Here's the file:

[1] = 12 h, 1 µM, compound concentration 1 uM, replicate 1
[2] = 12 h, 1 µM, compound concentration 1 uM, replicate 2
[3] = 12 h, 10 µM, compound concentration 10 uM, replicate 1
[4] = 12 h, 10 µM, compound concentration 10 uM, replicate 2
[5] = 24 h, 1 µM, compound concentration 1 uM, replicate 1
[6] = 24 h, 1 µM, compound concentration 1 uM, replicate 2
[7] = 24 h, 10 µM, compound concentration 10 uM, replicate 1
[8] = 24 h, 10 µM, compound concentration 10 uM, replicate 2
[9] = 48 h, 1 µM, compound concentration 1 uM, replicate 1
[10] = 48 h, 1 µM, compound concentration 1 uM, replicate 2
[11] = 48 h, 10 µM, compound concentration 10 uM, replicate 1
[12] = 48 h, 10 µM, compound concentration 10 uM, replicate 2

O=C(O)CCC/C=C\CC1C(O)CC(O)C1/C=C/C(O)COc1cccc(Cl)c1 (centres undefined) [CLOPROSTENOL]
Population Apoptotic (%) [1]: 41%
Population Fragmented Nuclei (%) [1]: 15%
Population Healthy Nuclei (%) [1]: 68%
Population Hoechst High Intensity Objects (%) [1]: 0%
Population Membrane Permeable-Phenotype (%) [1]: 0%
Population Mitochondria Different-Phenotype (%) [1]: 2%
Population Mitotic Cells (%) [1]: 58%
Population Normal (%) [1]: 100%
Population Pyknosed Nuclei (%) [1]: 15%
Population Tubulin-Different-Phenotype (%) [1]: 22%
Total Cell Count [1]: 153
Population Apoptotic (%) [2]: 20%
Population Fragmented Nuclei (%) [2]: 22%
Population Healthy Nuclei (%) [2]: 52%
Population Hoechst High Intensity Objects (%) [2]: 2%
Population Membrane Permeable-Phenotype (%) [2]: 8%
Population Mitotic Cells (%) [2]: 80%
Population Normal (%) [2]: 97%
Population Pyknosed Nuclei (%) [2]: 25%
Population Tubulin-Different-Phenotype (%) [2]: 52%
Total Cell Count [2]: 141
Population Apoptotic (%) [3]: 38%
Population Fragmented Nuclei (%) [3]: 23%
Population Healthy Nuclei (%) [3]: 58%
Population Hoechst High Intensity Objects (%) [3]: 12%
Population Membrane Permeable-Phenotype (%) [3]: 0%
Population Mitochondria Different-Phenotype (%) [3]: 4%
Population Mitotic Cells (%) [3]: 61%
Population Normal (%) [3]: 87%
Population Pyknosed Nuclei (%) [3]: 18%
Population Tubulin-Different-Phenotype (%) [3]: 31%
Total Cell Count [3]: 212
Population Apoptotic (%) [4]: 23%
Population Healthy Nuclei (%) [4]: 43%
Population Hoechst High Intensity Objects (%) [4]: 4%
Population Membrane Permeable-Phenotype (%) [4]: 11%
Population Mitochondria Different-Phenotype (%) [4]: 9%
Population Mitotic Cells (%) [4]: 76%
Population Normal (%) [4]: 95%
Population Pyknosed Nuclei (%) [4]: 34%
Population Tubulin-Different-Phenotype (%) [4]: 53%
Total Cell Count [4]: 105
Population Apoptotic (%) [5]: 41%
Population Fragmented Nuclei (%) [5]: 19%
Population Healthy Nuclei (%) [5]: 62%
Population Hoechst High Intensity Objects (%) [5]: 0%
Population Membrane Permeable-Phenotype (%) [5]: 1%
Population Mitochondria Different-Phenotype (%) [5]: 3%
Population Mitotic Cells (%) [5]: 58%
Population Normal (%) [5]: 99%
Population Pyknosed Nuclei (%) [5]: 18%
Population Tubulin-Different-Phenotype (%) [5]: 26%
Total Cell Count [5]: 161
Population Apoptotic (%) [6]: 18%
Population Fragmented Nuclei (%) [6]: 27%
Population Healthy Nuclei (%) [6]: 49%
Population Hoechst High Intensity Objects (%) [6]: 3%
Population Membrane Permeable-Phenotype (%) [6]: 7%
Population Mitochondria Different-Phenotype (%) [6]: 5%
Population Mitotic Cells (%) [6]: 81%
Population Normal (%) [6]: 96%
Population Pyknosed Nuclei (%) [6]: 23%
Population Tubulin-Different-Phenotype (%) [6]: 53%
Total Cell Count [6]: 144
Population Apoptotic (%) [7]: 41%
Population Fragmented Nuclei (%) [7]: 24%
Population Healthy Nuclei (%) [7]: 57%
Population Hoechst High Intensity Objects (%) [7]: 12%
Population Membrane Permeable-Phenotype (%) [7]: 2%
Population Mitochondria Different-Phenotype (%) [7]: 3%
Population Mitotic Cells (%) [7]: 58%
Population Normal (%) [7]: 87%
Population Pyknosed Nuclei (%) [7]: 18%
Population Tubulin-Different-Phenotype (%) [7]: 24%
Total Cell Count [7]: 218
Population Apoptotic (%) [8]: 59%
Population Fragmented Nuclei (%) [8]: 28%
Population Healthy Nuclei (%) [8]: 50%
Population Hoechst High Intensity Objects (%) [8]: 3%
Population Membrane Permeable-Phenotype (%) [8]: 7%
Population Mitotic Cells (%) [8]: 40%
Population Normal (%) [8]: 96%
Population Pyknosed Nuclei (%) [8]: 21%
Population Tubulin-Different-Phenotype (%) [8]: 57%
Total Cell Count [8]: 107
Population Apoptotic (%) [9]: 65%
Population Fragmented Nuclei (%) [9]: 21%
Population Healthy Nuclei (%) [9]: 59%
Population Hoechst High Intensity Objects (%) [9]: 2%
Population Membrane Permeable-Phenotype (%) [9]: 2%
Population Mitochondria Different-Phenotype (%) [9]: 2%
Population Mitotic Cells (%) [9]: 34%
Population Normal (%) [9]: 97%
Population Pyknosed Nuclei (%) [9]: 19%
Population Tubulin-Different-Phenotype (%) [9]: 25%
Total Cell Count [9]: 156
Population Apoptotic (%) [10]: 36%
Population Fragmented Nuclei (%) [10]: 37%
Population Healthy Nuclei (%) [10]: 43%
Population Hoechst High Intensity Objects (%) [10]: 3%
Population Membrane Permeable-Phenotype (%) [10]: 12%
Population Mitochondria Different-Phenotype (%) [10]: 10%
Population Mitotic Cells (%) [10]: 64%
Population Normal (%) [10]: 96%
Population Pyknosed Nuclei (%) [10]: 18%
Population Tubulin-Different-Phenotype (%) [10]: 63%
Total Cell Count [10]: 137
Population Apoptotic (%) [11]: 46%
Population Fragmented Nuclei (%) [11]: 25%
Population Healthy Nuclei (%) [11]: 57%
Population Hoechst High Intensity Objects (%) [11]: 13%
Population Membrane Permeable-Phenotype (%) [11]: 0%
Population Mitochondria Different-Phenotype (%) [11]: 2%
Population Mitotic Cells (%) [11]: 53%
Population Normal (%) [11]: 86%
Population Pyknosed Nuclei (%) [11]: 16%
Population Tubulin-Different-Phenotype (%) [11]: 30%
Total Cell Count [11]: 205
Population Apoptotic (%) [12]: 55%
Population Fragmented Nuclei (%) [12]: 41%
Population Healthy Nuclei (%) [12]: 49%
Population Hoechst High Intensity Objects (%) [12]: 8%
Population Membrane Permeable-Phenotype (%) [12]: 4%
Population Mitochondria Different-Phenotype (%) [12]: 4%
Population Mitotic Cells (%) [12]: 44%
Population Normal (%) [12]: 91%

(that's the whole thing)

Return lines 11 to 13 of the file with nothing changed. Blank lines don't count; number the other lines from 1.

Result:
[11] = 48 h, 10 µM, compound concentration 10 uM, replicate 1
[12] = 48 h, 10 µM, compound concentration 10 uM, replicate 2

O=C(O)CCC/C=C\CC1C(O)CC(O)C1/C=C/C(O)COc1cccc(Cl)c1 (centres undefined) [CLOPROSTENOL]